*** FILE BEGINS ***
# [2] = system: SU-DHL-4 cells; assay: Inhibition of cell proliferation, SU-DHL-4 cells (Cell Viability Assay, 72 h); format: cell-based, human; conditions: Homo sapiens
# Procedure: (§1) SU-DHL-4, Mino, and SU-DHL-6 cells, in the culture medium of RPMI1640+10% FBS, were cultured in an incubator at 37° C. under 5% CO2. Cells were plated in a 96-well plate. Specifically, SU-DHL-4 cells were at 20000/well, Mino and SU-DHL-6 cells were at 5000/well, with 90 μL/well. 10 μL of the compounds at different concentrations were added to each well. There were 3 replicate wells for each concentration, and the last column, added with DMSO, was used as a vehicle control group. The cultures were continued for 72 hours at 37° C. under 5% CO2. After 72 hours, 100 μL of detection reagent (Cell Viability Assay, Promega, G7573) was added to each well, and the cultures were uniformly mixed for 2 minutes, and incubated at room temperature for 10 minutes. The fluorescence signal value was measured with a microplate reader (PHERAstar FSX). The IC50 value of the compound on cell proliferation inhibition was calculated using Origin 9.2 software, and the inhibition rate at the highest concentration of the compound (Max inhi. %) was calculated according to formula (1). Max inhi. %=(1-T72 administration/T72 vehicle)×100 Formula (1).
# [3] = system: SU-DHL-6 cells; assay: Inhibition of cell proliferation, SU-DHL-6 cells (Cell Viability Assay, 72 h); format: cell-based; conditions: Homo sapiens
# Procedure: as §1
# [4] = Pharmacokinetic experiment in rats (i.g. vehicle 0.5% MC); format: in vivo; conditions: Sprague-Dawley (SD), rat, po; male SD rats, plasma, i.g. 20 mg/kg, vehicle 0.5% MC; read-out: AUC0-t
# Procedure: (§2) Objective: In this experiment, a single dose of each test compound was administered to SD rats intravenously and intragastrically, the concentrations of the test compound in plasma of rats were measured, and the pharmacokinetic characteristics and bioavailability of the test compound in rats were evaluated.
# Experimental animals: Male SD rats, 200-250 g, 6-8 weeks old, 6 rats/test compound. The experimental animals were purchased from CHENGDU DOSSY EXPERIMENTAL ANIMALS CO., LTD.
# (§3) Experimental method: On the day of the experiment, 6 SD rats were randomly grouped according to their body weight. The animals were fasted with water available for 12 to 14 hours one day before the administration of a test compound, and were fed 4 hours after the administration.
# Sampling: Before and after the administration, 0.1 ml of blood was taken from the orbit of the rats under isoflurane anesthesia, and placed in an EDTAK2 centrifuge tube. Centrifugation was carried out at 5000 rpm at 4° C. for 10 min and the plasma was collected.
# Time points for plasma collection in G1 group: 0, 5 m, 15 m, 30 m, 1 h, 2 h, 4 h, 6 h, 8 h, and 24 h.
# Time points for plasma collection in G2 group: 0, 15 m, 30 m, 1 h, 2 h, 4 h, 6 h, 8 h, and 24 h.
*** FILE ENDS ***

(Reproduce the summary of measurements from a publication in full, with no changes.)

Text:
# [2] = system: SU-DHL-4 cells; assay: Inhibition of cell proliferation, SU-DHL-4 cells (Cell Viability Assay, 72 h); format: cell-based, human; conditions: Homo sapiens
# Procedure: (§1) SU-DHL-4, Mino, and SU-DHL-6 cells, in the culture medium of RPMI1640+10% FBS, were cultured in an incubator at 37° C. under 5% CO2. Cells were plated in a 96-well plate. Specifically, SU-DHL-4 cells were at 20000/well, Mino and SU-DHL-6 cells were at 5000/well, with 90 μL/well. 10 μL of the compounds at different concentrations were added to each well. There were 3 replicate wells for each concentration, and the last column, added with DMSO, was used as a vehicle control group. The cultures were continued for 72 hours at 37° C. under 5% CO2. After 72 hours, 100 μL of detection reagent (Cell Viability Assay, Promega, G7573) was added to each well, and the cultures were uniformly mixed for 2 minutes, and incubated at room temperature for 10 minutes. The fluorescence signal value was measured with a microplate reader (PHERAstar FSX). The IC50 value of the compound on cell proliferation inhibition was calculated using Origin 9.2 software, and the inhibition rate at the highest concentration of the compound (Max inhi. %) was calculated according to formula (1). Max inhi. %=(1-T72 administration/T72 vehicle)×100 Formula (1).
# [3] = system: SU-DHL-6 cells; assay: Inhibition of cell proliferation, SU-DHL-6 cells (Cell Viability Assay, 72 h); format: cell-based; conditions: Homo sapiens
# Procedure: as §1
# [4] = Pharmacokinetic experiment in rats (i.g. vehicle 0.5% MC); format: in vivo; conditions: Sprague-Dawley (SD), rat, po; male SD rats, plasma, i.g. 20 mg/kg, vehicle 0.5% MC; read-out: AUC0-t
# Procedure: (§2) Objective: In this experiment, a single dose of each test compound was administered to SD rats intravenously and intragastrically, the concentrations of the test compound in plasma of rats were measured, and the pharmacokinetic characteristics and bioavailability of the test compound in rats were evaluated.
# Experimental animals: Male SD rats, 200-250 g, 6-8 weeks old, 6 rats/test compound. The experimental animals were purchased from CHENGDU DOSSY EXPERIMENTAL ANIMALS CO., LTD.
# (§3) Experimental method: On the day of the experiment, 6 SD rats were randomly grouped according to their body weight. The animals were fasted with water available for 12 to 14 hours one day before the administration of a test compound, and were fed 4 hours after the administration.
# Sampling: Before and after the administration, 0.1 ml of blood was taken from the orbit of the rats under isoflurane anesthesia, and placed in an EDTAK2 centrifuge tube. Centrifugation was carried out at 5000 rpm at 4° C. for 10 min and the plasma was collected.
# Time points for plasma collection in G1 group: 0, 5 m, 15 m, 30 m, 1 h, 2 h, 4 h, 6 h, 8 h, and 24 h.
# Time points for plasma collection in G2 group: 0, 15 m, 30 m, 1 h, 2 h, 4 h, 6 h, 8 h, and 24 h.